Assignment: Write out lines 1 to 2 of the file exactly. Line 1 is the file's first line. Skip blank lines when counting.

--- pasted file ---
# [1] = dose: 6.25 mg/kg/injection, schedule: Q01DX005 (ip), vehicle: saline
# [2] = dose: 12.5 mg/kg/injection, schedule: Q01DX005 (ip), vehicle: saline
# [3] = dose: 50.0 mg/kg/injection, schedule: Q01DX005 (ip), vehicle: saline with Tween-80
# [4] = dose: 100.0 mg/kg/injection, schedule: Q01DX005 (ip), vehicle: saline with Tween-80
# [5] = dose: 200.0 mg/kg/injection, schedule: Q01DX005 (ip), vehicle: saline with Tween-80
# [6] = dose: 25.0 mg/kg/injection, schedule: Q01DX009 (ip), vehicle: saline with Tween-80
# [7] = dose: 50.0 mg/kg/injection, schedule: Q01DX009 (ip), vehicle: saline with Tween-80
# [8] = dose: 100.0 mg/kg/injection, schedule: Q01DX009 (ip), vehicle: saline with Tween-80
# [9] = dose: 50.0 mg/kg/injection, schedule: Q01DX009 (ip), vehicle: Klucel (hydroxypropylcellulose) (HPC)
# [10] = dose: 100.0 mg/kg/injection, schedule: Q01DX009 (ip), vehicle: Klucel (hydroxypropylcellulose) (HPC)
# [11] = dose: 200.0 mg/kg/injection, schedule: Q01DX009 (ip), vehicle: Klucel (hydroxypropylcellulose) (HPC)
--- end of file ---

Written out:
# [1] = dose: 6.25 mg/kg/injection, schedule: Q01DX005 (ip), vehicle: saline
# [2] = dose: 12.5 mg/kg/injection, schedule: Q01DX005 (ip), vehicle: saline